Manual vs. Auto focus questions

Discussion in 'Photography Beginners' Forum' started by mikedadude, Nov 25, 2009.

  1. mikedadude

    mikedadude TPF Noob!

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    Hey guys.. still new so just trying to get more information about things. I did a search but it didn't come up with much.

    I was on another forum where someone posted a picture and got slated for using AF. Is AF frowned on or something? Is it seen as some 'beginner' tool? Or was the guy just being a bit OTT?

    I've tried shooting in manual focus but can't for the life of me figure out how to get the image sharp when I zoom in, it is just a blur. Seems to be a lot more work than AF.

    Is there a good guide to getting the desired focus with manual focus somewhere?
     
  2. ecnal

    ecnal TPF Noob!

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    I disable every lens I get from using AF. It means your not a photographer.



    Kidding. I'm sure the greater majority use AF, it just makes sense. The camera isn't 100% right all of the time, but with the growing technology, number of AF points, etc, it's only getting better.

    I have a D40 right now and it only has 3 AF points, but I'm more than in the habit of grabbing focus using the center point and then re-framing the shot while the focus is locked.

    Macro shooting? I manual focus sometimes. Not always.

    It's really just personal preference. Whatever method you use, just make sure that what you want to be in focus is in focus. That's what matters; the final outcome.
     
  3. IgsEMT

    IgsEMT No longer a newbie, moving up!

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    some ppl use MF for macro. There is nothing wrong with AF, on contrary, it is a tool and just like any tool, it has its correct usage :)

    Split screen is one solution. Shooting at smaller apertures is another. If you are a beginner, stick with basics and learn lighting, composition, exposure. Once you get a hang on it, then you can and rather should experiment.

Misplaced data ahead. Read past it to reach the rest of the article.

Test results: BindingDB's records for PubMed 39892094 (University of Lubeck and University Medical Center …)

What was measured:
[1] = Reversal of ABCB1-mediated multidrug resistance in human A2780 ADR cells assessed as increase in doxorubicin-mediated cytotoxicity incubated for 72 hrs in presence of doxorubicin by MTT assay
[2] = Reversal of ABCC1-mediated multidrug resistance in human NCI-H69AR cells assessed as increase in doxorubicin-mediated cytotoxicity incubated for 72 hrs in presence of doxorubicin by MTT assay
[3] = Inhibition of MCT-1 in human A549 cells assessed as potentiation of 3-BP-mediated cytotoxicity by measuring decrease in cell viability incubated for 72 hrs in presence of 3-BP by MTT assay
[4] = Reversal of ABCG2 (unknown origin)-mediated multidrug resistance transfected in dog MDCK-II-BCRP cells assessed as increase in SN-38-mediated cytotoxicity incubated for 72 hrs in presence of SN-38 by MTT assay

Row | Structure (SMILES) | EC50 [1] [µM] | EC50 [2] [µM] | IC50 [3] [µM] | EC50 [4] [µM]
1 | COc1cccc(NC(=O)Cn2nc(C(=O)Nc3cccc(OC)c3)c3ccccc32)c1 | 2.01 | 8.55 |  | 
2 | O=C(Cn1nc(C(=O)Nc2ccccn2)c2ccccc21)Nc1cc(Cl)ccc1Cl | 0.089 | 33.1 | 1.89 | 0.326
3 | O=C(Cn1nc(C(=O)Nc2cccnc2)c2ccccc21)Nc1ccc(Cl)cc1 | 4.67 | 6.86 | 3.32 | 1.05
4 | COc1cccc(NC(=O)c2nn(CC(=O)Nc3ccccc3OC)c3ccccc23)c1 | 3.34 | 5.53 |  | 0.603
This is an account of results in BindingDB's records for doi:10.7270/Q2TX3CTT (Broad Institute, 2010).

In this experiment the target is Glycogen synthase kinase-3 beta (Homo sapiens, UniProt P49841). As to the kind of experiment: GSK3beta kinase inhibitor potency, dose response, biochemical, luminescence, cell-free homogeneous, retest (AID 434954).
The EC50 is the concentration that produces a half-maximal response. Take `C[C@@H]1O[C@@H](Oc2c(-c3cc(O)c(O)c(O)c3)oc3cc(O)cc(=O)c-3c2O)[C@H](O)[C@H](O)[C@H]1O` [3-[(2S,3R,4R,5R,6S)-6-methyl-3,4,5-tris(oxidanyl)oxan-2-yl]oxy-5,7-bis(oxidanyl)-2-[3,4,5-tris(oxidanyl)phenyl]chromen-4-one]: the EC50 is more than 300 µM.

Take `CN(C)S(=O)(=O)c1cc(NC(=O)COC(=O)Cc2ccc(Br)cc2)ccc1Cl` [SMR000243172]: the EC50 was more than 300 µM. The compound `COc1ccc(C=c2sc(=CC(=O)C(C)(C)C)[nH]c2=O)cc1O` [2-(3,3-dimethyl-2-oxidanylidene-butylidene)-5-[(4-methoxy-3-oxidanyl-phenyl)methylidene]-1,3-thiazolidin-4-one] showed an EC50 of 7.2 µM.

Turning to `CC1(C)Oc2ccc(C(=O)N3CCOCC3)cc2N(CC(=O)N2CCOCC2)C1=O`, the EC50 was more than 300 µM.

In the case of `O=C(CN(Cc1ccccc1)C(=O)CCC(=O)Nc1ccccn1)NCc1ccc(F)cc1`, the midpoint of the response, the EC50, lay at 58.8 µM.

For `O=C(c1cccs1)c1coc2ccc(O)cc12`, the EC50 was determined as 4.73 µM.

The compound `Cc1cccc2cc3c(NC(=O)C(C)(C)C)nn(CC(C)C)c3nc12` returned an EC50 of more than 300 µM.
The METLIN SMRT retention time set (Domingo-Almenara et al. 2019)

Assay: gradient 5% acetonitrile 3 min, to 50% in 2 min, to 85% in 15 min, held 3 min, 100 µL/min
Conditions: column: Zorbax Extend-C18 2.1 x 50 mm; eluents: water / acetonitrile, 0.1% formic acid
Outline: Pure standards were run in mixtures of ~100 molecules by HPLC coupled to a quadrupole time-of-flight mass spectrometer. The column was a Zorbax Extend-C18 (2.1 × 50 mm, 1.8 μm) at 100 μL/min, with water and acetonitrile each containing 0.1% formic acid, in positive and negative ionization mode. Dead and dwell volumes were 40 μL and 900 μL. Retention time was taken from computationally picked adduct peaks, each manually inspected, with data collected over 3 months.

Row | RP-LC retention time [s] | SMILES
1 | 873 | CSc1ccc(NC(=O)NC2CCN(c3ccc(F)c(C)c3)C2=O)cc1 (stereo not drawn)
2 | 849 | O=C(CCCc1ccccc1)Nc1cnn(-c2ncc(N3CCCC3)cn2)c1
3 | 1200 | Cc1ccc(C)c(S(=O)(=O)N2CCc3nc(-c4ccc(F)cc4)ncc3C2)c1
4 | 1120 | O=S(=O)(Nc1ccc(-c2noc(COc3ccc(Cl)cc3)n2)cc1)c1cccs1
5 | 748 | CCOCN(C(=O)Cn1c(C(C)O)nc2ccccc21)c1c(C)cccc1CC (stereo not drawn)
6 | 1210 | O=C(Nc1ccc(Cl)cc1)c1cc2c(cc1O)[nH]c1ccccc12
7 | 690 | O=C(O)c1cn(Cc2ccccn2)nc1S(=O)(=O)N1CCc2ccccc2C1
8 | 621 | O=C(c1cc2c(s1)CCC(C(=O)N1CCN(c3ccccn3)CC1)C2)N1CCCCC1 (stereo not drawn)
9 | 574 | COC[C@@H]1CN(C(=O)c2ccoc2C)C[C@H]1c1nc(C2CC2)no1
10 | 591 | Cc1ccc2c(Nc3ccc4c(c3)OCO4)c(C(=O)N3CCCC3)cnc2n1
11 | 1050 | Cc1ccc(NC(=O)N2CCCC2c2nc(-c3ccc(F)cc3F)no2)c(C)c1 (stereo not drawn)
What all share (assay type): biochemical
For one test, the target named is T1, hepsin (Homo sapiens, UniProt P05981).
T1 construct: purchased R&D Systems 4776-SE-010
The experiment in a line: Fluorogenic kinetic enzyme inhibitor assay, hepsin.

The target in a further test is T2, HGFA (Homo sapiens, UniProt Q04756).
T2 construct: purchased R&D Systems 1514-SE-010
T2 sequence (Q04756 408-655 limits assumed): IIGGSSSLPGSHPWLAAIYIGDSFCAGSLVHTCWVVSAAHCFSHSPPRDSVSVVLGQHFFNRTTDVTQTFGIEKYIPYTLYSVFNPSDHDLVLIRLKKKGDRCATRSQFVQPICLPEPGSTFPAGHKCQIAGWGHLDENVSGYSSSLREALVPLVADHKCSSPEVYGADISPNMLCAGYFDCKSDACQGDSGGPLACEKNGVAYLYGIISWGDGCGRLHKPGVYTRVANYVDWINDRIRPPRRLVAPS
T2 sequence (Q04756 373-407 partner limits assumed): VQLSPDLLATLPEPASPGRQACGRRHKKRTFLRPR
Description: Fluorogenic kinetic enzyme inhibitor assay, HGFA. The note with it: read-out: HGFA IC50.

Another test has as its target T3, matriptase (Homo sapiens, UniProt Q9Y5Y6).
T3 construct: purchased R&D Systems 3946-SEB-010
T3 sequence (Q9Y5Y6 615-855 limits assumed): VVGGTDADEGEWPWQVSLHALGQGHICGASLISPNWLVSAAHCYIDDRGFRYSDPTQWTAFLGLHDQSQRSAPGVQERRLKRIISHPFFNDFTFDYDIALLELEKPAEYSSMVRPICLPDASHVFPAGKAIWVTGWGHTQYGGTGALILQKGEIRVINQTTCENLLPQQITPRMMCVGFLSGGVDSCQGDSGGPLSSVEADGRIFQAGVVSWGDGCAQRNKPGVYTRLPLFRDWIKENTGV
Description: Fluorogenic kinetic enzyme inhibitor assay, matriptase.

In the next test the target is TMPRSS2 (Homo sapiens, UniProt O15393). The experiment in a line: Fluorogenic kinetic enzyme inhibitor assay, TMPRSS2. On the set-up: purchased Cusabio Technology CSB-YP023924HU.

Probably :)
     
  4. KmH

    KmH Helping photographers learn to fish Supporting Member

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    Like IgsEMT mentioned it helps a great deal if your camera has the right kind of focusing screen. Most digital SLR's don't.

    If you get a good enough digital body you can change the focusing screen to make using manual focus easier.

    Another consideration is that since the advent of AF, lens makers no longer make parfocal zoom lenses. A parfocal lens retains focus when zoomed in or out. The technique is to zoom in close set the focus and then zoom back out to make the image.
     
  5. Eco

    Eco TPF Noob!

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    Mike, either you have the eyes for autofocus or you don't it's not a big deal. I can't think of anyone who can look at a print and determine if it was done on autofocus or manual.

    What model camera are you using?

    When you look into your viewfinder while on AF is everything clear? If not see if your viewfinder has a little adjustment dial to correct your defective eyes.
     
  6. IgsEMT

    IgsEMT No longer a newbie, moving up!

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    that's another technique - zoom in, press shutter release to lock the focus -> zoom out and reframe -> & shoot
     
  7. ecnal

    ecnal TPF Noob!

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    Man! I miss split screen! My Nikon FM2 has it. You've officially inspired me to go buy some film and shoot a roll through that beast.
     
  8. Josh66

    Josh66 Been spending a lot of time on here!

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    Doesn't work with all lenses though.

    I know that on my 70-200 f/4 L, if you do that you will be out of focus.

    I did a test the other day (weird coincidence...) and if you focus at 200mm, switch to manual focus, then go to 70mm - the focus is off by an unacceptable amount.

    EDIT
    That's pretty much the only zoom lens I use. You may want to do a quick test of your lenses if you plan on employing this method.
    Don't just eyeball it through the viewfinder - take a picture and compare them at 100%. You might be surprised at the difference.
     
    Last edited: Nov 26, 2009
  9. IgsEMT

    IgsEMT No longer a newbie, moving up!

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    INTERESTING...
    The only times I have that issue if I'm closer then about 5-6 feet to my subject and wider then 5.6. Otherwise been lucky :)
    thanks for input, good to know!
     
  10. Josh66

    Josh66 Been spending a lot of time on here!

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    Hmm... The test I did was at f/4 (wide open for that lens) and close range.
    (I don't remember exactly how far, but less than 10 feet.)

    May not be an issue stopped down and at a longer range. Still something to look into though.

    Not a hard test to do.
     
  11. Dominantly

    Dominantly TPF Noob!

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    I only use manual focus in certain situations.
    For shots when I am intentionally trying to isolate something with a shallow depth of field, I control is manually.
    When shooting objects where the background is more prominent then the subject and the camera has a hard time locking, I go manual. An example of this would be shooting a logo on a wine glass and having the letters/logo in focus.
     
  12. KmH

    KmH Helping photographers learn to fish Supporting Member

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    Sounds like it's not a parfocal lens.
     

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tokina 2.8- 80-200 parfocal